According to a new Danish study, ONE in three women with breast cancer- detected by a mammogram- is treated unnecessarily because screening tests found tumors that are so slow-growing they’re essentially harmless. As you can imagine, this study has reignited the debate about the value of mammograms in early detection.
“The American College of Radiology, which strongly supports breast cancer screenings, acknowledges that mammograms lead some women to be treated unnecessarily, but said the problem is much less common than the new study suggests.Another study from Denmark — whose national health program keeps detailed records — estimated the overdiagnosis rates at only 2.3 percent.”
- The American College of Radiology recommends annual mammograms beginning at age 40 (even though mammograms notoriously diagnose false positives in women under 40).
- The U.S. Preventive Services Task Force recommends that women get mammograms every other year beginning at age 50, especially given that breast cancer risk rises with age.
- The American Cancer Society recommends annual mammograms from the ages of 45 to 54, followed by screenings every other year after that.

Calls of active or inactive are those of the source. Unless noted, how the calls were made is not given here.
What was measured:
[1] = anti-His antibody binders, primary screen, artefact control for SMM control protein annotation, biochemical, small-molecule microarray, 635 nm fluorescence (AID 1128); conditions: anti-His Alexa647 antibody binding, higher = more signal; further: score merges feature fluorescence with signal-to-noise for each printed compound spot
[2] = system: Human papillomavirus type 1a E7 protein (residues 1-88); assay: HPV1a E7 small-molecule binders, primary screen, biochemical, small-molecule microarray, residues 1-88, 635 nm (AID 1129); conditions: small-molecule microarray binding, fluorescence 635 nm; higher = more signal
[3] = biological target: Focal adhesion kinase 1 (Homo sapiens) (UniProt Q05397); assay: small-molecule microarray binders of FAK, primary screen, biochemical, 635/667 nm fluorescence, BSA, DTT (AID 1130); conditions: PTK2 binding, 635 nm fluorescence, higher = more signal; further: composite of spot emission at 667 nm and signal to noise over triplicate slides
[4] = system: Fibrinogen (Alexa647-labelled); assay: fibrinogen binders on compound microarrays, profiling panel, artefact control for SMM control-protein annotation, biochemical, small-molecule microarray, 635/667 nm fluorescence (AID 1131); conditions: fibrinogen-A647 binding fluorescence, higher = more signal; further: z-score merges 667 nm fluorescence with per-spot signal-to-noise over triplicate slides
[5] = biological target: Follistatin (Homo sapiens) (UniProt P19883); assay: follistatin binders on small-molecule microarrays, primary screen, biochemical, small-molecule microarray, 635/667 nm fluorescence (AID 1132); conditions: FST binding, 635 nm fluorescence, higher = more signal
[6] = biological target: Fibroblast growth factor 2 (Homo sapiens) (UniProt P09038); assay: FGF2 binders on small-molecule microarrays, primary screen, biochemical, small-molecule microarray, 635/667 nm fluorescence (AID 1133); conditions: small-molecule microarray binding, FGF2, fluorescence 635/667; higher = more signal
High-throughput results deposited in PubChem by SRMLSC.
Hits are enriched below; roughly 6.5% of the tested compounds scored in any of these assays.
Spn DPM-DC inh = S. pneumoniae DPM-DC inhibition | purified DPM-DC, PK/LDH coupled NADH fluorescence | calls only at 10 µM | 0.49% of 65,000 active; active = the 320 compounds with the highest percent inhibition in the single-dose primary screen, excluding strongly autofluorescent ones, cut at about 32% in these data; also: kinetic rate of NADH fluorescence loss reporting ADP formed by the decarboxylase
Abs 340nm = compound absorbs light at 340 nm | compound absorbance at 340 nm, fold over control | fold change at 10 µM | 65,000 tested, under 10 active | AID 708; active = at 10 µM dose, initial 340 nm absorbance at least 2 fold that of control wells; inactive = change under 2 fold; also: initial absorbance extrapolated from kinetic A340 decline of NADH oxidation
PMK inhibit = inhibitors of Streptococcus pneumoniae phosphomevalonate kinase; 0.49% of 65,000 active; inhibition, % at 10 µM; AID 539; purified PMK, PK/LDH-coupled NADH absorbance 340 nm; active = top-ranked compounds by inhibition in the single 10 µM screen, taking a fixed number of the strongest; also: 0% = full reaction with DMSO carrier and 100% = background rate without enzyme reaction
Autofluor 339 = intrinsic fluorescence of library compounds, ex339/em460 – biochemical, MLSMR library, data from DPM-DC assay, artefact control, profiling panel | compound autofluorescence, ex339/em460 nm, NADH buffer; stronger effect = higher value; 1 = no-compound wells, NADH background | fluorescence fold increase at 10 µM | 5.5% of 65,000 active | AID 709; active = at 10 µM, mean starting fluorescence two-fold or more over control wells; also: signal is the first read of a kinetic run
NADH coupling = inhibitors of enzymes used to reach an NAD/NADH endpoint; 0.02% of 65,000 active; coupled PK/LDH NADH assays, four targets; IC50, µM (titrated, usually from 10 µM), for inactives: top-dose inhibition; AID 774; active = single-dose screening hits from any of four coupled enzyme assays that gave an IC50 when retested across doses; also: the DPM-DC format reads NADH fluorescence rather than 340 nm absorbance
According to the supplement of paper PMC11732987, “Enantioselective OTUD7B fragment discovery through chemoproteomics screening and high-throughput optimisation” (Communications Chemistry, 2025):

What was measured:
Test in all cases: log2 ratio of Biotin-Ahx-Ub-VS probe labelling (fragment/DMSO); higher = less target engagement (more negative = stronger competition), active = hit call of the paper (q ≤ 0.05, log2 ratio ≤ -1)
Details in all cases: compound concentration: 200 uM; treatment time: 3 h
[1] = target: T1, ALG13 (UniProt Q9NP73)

If even THEY can’t agree, why should we trust them so blindly? I know I don’t. Do you? What if there was a safer way? Have you heard about thermography? Here are some articles you might find helpful as you make a decision:
Erin Elizabeth is a long time activist with a passion for the healing arts, working in that arena for a quarter century. Her site HealthNutNews.com is less than 2 years old but has already cracked the top 20 Natural Health sites worldwide. She is an author, public speaker, and has recently done some TV and film programs for some of her original work which have attracted international media coverage. You can get Erin’s free e-book here and also watch a short documentary on how she overcame vaccine injuries, Lyme disease, significant weight gain, and more. Follow Erin on Facebook, Twitter, and Instagram.
P.S. You can subscribe to her Youtube Channel for breaking news, free blenders, giveaways and more
Latest posts by Erin Elizabeth (see all)
Disclaimer: This article is not intended to provide medical advice, diagnosis or treatment.